Photo credit: Roberta Dupuis-Devlin/UIC Photo ServicesAmin Salehi-Khojin, UIC professor of mechanical and industrial engineering, and his coworkers developed a unique two-step catalytic process that uses molybdenum disulfide and an ionic liquid to “reduce,” or transfer electrons, to carbon dioxide in a chemical reaction.
The new catalyst improves efficiency and lowers cost by replacing expensive metals like gold or silver in the reduction reaction. The study was published in the journal Nature Communications on July 30.
The discovery is a big step toward industrialization, said Mohammad Asadi, UIC graduate student and co-first author on the paper.
“With this catalyst, we can directly reduce carbon dioxide to syngas without the need for a secondary, expensive gasification process,” he said. In other chemical-reduction systems, the only reaction product is carbon monoxide. The new catalyst produces syngas, a mixture of carbon monoxide plus hydrogen.
The high density of loosely bound, energetic d-electrons in molybdenum disulfide facilitates charge transfer, driving the reduction of the carbon dioxide, said Salehi-Khojin, principal investigator on the study.
“This is a very generous material,” he said. “We are able to produce a very stable reaction that can go on for hours.”
“In comparison with other two-dimensional materials like graphene, there is no need to play with the chemistry of molybdenum disulfide, or insert any host materials to get catalytic activity,” said Bijandra Kumar, UIC post-doctoral fellow and co-first author of the paper.
“In noble metal catalysts like silver and gold, catalytic activity is determined by the crystal structure of the metal, but with molybdeneum disulfide, the catalytic activity is on the edges,” said graduate student Amirhossein Behranginia, a coauthor on the paper. “Fine-tuning of the edge structures is relatively simple. We can easily grow the molybdenum disulfide with the edges vertically aligned to offer better catalytic performance.”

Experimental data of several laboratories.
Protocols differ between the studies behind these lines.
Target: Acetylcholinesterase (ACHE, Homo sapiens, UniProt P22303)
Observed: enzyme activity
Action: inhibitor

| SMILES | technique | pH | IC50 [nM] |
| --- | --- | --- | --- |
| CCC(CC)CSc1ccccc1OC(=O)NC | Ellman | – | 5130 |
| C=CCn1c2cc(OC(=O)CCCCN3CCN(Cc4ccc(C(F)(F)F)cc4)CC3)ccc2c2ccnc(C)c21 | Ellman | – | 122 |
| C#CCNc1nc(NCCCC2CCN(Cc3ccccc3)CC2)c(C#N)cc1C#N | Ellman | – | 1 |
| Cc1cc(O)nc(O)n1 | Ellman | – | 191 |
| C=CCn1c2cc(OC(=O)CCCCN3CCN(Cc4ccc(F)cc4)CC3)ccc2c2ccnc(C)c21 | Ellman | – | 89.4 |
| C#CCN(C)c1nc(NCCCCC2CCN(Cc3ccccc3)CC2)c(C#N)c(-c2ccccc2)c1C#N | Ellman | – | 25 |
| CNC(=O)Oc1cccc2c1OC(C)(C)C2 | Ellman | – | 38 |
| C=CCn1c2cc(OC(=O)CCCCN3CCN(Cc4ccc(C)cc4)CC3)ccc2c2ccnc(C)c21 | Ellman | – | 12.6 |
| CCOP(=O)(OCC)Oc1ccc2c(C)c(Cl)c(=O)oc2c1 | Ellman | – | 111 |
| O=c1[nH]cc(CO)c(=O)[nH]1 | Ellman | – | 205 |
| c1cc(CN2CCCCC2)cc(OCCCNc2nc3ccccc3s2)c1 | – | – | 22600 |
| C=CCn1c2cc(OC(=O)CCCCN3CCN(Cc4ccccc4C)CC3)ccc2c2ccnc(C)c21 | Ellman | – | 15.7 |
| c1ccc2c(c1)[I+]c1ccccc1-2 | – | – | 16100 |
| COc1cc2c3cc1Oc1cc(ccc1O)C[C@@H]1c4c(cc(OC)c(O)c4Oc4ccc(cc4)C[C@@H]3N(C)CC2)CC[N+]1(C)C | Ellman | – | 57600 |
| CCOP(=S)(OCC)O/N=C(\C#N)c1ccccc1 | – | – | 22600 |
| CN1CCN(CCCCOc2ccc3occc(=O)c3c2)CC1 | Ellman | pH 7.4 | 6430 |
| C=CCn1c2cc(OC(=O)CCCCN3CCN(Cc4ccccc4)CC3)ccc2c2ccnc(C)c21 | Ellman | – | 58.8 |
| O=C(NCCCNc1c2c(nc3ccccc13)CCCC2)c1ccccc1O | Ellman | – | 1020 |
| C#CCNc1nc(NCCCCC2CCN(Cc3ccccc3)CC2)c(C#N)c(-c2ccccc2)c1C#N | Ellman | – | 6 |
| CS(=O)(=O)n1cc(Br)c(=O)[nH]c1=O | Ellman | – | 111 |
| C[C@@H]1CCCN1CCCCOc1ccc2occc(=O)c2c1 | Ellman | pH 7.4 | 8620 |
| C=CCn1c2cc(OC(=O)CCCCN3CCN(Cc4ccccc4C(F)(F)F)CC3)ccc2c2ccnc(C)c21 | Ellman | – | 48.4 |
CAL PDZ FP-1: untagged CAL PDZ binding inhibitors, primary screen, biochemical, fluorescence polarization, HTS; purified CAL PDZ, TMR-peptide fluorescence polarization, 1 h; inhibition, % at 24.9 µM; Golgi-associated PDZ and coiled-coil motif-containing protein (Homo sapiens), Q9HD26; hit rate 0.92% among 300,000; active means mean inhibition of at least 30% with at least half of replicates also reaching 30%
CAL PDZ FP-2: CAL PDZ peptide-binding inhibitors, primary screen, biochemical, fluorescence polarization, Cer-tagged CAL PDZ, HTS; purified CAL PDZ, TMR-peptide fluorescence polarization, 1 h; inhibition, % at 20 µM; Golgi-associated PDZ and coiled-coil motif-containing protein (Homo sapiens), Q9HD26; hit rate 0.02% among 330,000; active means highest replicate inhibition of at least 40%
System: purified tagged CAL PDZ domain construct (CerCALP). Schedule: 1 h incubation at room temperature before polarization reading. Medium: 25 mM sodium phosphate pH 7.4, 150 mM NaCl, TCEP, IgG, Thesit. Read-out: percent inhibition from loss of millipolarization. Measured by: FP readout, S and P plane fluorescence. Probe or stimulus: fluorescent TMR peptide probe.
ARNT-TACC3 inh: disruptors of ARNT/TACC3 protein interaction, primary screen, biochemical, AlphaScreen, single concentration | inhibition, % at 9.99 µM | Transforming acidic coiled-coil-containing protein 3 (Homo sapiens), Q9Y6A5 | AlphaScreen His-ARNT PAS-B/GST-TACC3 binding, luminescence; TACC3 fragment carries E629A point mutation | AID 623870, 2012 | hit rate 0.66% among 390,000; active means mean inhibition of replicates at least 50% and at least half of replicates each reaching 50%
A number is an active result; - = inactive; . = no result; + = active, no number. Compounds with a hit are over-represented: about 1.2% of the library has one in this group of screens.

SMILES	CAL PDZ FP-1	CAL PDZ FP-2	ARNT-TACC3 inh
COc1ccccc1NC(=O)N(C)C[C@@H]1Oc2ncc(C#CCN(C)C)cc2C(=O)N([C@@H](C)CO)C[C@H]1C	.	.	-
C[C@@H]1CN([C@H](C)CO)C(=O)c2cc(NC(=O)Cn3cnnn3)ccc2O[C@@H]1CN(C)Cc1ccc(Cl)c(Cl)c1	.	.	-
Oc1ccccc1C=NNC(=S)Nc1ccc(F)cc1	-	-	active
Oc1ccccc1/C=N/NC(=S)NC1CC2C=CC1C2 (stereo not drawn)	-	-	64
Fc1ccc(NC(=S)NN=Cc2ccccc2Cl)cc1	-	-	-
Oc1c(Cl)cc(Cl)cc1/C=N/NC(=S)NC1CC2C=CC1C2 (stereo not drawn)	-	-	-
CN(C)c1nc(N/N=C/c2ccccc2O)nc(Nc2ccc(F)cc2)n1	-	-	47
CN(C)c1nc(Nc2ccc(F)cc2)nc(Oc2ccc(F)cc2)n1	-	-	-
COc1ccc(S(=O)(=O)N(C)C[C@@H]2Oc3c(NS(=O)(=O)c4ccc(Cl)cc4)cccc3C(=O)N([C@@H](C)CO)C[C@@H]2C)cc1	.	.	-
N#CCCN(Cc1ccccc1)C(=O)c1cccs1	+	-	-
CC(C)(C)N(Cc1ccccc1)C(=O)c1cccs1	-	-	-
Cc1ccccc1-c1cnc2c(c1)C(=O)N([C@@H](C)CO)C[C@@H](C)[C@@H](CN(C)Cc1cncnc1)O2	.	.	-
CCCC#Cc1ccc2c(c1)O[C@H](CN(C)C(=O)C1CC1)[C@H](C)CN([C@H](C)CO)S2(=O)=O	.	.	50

The proportion of carbon monoxide to hydrogen in the syngas produced in the reaction can also be easily manipulated using the new catalyst, said Salehi-Khojin.
“Our whole purpose is to move from laboratory experiments to real-world applications,” he said. “This is a real breakthrough that can take a waste gas — carbon dioxide — and use inexpensive catalysts to produce another source of energy at large-scale, while making a healthier environment.”
Artem Baskin, Nikita Repnin, Davide Pisasale, Patrick Philips, Robert Klie, Petr Kral and Jeremiah Abiade of UIC; Brian Rose and Richard Haasch of the University of Illinois at Urbana-Champaign; and Wei Zhu of Dioxide Materials in Champaign, Illinois, are also coauthors on the paper.
The study was supported by UIC’s Chancellor Innovation Fund; by the American Chemical Society Petroleum Research Fund grant #53062-ND6; and the Herbert E. Paaren Graduate Fellowship. This work was carried out in part in the Frederick Seitz Materials Research Laboratory Central Facilities, University of Illinois. The acquisition of the UIC JEOL JEM-ARM200CF is supported by a MRI-R2 grant from the National Science Foundation (DMR-0959470). The research used resources of the National Energy Research Scientific Computing Center, which is supported by the Office of Science of the U.S. Department of Energy under Contract No. DE-AC02-05CH11231; and computational resources of the Extreme Science and Engineering Discovery Environment, which is supported by National Science Foundation grant No. OCI-1053575.